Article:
Studying Biodynamic Craniosacral

Monday, November 14, 2005


Question: What exactly are you studying?

Thanks for asking. I'm studying Biodynamic Craniosacral Therapy. I have a link to the homepage from here--see links to the right.

A young osteopathic student named William Garner Sutherland, at the turn of the twentieth century, began thinking that the skull bones were not fused but meant to sort of breathe. He tried bolting a football helmet to his head to prove that the bones of the skull don't move. It created strange personality changes, gastric disturbances, and disorientation and his wife made him stop. But he proved to himself that the cranial bones do move.

One of the things Sutherland did was for five years he just listened. One day he noticed a movement under his hands as the client's system adjusted itself. From this he gathered that there is an intelligence within the system. He called it the Breath of Life because he could palpate (to feel with one's hands) a very subtle rhythm or breathing.

If you've ever heard tapes of whales talking it reminds me of that. It's a very slow and long and fluid rhythmic breathing that is going on all the time all around us. It's not a sound per se but the whale song just reminds me of it.

When that "breathing" meets our tissues and bones it becomes a primary respiration. The sides of our skulls shows the tip of a bone that looks like a little gill. One day the thought struck Sutherland "beveled like the gills of a fish for primary respiration." This bizarre thought led him to his lifework. He was known as a very gentle and spiritual man.

So secondary respiration is our lungs breathing air. The primary respiration is when this very slow fluid-like breathing that is going on all the time in the universe meets our body. It goes through the tissue, bone and muscle--every cell. It's the underlying Health or Resource which is not affected by trauma or illness. When it gets blocked or sits in inertia there is pain and suffering. So craniosacral therapy is an approach to noticing and mirroring so the client can notice their own Health. When you focus on something it grows. So this work does not focus on pathology but on what is working well in the client.

In our society, most of us are not tuned into that and become sort of wrapped up very tightly. It's a state of sort of disassociated shock. Like how much do you notice your body sense? So it's a way that a lot of us (including myself) are walking around outside of our bodies in a certain way. And that would be fine except when we can tune into the subtle rhythm and settle a bit--it doesn't mean we walk around like zombies, you can actually move and speak quickly while in contact with the longtide--but it gives the system a chance to discharge stress, shock and so on and live in a space where there's resource and connection.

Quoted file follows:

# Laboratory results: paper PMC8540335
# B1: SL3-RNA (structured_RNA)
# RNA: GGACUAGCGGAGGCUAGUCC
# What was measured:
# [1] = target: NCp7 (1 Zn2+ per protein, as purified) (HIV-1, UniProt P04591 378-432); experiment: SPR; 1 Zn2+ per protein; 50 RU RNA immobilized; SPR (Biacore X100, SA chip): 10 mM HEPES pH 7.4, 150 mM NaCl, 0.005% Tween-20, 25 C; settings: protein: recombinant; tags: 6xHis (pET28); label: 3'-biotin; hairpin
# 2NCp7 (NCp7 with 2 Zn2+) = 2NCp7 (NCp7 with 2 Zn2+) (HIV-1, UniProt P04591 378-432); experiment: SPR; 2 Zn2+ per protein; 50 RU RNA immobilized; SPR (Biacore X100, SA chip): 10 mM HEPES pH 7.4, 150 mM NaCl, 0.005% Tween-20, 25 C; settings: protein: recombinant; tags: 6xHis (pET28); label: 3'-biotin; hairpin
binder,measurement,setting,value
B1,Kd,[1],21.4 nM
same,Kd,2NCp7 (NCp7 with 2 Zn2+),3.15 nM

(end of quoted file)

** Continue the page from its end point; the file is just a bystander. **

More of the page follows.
So it's the practitioner who is in touch with the longtide and just sits with the client and gently guides them. We don't try to force anything to happen, just invite it and the Intelligence of the client's own system presents the treatment plan according to how safe it is and whether there's resource enough.

It's very good stuff. I'm only beginning. So I am at the very beginning trying very small steps with contacting the longtide and noticing my own primary respiration. It's not easy. Yesterday Anna asked me, "Do you feel your shoulder rolling out?" I did. I was on the table and I had one student contacting my sacrum, an assistant supporting her and then Anna came and held my hand by my left shoulder. I began to settle and little twitches started to happen as my nervous system discharged stress or shock, then as we contacted the more fluid states of being I felt these little bubbles under my skin in wierd places like my arm and my knee. And I felt like I was spreading like pancake batter.

At first I had felt scared on the table and Anna helped my fellow student to "contact" me. Like there was a way she had been there but not really with me. It's amazing what a difference it makes just to shift inside yourself. Everyone in the room can feel it. So underneath the Breathing I'm telling you about is a Stillness.

When you inhale (air with your lungs) there's actually a little space of stillness, then the exhale and stillness again. It's the same way on deeper levels. And that Stillpoint (it's referred to) is also an amazing place to be in. The difference between the Stillpoint and just plain numbness or frozen terror is you can feel a dynamism there an aliveness, an expansion. In that place is very healing for the system and sometimes just sitting in the longtide can lead to the Stillpoint.

Anyway, I hope I haven't bored you. Don't worry if it doesn't make sense. It's one of those things that you kind of need another person with you who is experienced. If you're interested, look on the website link and there is a practitioner referral link so you can search and see if there are any practitioners in your area. Biodynamic Craniosacral is a little different than the mechanical craniosacral, such as Upledger. It has embraced the more mystical aspects of this work.

Has this explanation been helpful? Feel free to ask more questions if something wasn't clear. It's helping me review what I'm learning to write about it.


  • At 7:45 AM, Blogger MaryAnn said…

    i appreciate this information. i went to my CST yesterday, and she spoke of the midtide and stillpoint. i wanted to learn more so googled midtide and found your blog! thanks.


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